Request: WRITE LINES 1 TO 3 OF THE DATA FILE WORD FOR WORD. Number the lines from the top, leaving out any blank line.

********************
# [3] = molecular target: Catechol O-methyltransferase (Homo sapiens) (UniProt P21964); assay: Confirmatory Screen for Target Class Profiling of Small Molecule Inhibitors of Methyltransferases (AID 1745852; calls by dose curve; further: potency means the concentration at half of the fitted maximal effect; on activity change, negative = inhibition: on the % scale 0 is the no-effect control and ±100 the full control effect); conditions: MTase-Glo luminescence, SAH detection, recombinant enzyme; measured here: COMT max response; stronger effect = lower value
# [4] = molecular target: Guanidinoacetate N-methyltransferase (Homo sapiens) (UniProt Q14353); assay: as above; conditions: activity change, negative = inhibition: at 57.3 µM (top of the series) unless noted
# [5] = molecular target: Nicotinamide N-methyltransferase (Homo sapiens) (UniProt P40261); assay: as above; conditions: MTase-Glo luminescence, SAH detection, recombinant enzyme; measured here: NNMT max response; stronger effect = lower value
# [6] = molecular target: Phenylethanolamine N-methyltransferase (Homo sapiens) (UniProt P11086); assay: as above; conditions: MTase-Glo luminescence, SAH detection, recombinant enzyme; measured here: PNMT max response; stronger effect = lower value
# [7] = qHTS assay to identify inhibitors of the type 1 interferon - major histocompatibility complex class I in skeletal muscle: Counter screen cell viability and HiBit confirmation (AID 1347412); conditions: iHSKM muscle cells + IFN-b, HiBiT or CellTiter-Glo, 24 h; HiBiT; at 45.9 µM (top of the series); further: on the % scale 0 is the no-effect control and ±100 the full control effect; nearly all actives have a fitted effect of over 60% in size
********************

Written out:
# [3] = molecular target: Catechol O-methyltransferase (Homo sapiens) (UniProt P21964); assay: Confirmatory Screen for Target Class Profiling of Small Molecule Inhibitors of Methyltransferases (AID 1745852; calls by dose curve; further: potency means the concentration at half of the fitted maximal effect; on activity change, negative = inhibition: on the % scale 0 is the no-effect control and ±100 the full control effect); conditions: MTase-Glo luminescence, SAH detection, recombinant enzyme; measured here: COMT max response; stronger effect = lower value
# [4] = molecular target: Guanidinoacetate N-methyltransferase (Homo sapiens) (UniProt Q14353); assay: as above; conditions: activity change, negative = inhibition: at 57.3 µM (top of the series) unless noted
# [5] = molecular target: Nicotinamide N-methyltransferase (Homo sapiens) (UniProt P40261); assay: as above; conditions: MTase-Glo luminescence, SAH detection, recombinant enzyme; measured here: NNMT max response; stronger effect = lower value